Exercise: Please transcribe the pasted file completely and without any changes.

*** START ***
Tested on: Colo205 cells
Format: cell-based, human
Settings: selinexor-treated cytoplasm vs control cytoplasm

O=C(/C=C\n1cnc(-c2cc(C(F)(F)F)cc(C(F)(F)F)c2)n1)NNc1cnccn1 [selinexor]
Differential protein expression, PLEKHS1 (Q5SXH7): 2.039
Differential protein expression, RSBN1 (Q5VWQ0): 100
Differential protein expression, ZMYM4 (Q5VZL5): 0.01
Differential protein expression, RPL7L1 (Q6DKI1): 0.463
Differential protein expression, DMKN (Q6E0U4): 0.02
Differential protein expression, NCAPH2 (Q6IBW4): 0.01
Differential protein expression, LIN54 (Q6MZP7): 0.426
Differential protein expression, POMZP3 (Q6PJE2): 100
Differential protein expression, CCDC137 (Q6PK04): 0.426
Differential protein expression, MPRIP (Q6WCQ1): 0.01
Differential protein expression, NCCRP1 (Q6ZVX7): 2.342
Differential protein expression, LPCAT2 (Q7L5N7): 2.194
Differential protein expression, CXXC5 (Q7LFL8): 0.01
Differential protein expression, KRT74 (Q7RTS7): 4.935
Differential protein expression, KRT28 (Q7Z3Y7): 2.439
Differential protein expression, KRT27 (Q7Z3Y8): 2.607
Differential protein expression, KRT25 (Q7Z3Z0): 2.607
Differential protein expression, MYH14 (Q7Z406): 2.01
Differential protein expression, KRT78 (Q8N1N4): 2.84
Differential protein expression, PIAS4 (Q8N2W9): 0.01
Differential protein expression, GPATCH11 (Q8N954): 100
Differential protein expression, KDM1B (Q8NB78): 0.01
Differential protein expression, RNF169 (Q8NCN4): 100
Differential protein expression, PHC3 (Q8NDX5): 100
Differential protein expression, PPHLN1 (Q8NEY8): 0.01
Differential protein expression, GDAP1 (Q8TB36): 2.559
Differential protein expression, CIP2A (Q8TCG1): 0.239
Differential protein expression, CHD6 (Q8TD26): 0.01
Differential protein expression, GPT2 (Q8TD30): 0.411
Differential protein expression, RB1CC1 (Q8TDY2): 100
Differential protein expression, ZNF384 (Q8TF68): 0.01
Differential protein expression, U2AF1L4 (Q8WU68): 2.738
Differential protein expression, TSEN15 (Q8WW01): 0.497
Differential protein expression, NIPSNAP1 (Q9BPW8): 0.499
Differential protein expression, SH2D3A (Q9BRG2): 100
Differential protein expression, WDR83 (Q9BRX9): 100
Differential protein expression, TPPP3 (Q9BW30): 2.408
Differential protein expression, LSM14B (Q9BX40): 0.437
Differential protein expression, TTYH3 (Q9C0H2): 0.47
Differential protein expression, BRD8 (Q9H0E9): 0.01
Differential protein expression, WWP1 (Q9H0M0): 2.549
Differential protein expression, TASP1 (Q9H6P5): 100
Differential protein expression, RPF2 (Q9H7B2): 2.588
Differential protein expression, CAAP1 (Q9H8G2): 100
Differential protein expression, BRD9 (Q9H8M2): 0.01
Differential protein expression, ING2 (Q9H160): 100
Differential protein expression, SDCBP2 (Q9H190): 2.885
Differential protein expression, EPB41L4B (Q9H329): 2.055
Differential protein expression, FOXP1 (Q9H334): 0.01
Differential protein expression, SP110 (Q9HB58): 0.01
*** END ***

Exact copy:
Tested on: Colo205 cells
Format: cell-based, human
Settings: selinexor-treated cytoplasm vs control cytoplasm

O=C(/C=C\n1cnc(-c2cc(C(F)(F)F)cc(C(F)(F)F)c2)n1)NNc1cnccn1 [selinexor]
Differential protein expression, PLEKHS1 (Q5SXH7): 2.039
Differential protein expression, RSBN1 (Q5VWQ0): 100
Differential protein expression, ZMYM4 (Q5VZL5): 0.01
Differential protein expression, RPL7L1 (Q6DKI1): 0.463
Differential protein expression, DMKN (Q6E0U4): 0.02
Differential protein expression, NCAPH2 (Q6IBW4): 0.01
Differential protein expression, LIN54 (Q6MZP7): 0.426
Differential protein expression, POMZP3 (Q6PJE2): 100
Differential protein expression, CCDC137 (Q6PK04): 0.426
Differential protein expression, MPRIP (Q6WCQ1): 0.01
Differential protein expression, NCCRP1 (Q6ZVX7): 2.342
Differential protein expression, LPCAT2 (Q7L5N7): 2.194
Differential protein expression, CXXC5 (Q7LFL8): 0.01
Differential protein expression, KRT74 (Q7RTS7): 4.935
Differential protein expression, KRT28 (Q7Z3Y7): 2.439
Differential protein expression, KRT27 (Q7Z3Y8): 2.607
Differential protein expression, KRT25 (Q7Z3Z0): 2.607
Differential protein expression, MYH14 (Q7Z406): 2.01
Differential protein expression, KRT78 (Q8N1N4): 2.84
Differential protein expression, PIAS4 (Q8N2W9): 0.01
Differential protein expression, GPATCH11 (Q8N954): 100
Differential protein expression, KDM1B (Q8NB78): 0.01
Differential protein expression, RNF169 (Q8NCN4): 100
Differential protein expression, PHC3 (Q8NDX5): 100
Differential protein expression, PPHLN1 (Q8NEY8): 0.01
Differential protein expression, GDAP1 (Q8TB36): 2.559
Differential protein expression, CIP2A (Q8TCG1): 0.239
Differential protein expression, CHD6 (Q8TD26): 0.01
Differential protein expression, GPT2 (Q8TD30): 0.411
Differential protein expression, RB1CC1 (Q8TDY2): 100
Differential protein expression, ZNF384 (Q8TF68): 0.01
Differential protein expression, U2AF1L4 (Q8WU68): 2.738
Differential protein expression, TSEN15 (Q8WW01): 0.497
Differential protein expression, NIPSNAP1 (Q9BPW8): 0.499
Differential protein expression, SH2D3A (Q9BRG2): 100
Differential protein expression, WDR83 (Q9BRX9): 100
Differential protein expression, TPPP3 (Q9BW30): 2.408
Differential protein expression, LSM14B (Q9BX40): 0.437
Differential protein expression, TTYH3 (Q9C0H2): 0.47
Differential protein expression, BRD8 (Q9H0E9): 0.01
Differential protein expression, WWP1 (Q9H0M0): 2.549
Differential protein expression, TASP1 (Q9H6P5): 100
Differential protein expression, RPF2 (Q9H7B2): 2.588
Differential protein expression, CAAP1 (Q9H8G2): 100
Differential protein expression, BRD9 (Q9H8M2): 0.01
Differential protein expression, ING2 (Q9H160): 100
Differential protein expression, SDCBP2 (Q9H190): 2.885
Differential protein expression, EPB41L4B (Q9H329): 2.055
Differential protein expression, FOXP1 (Q9H334): 0.01
Differential protein expression, SP110 (Q9HB58): 0.01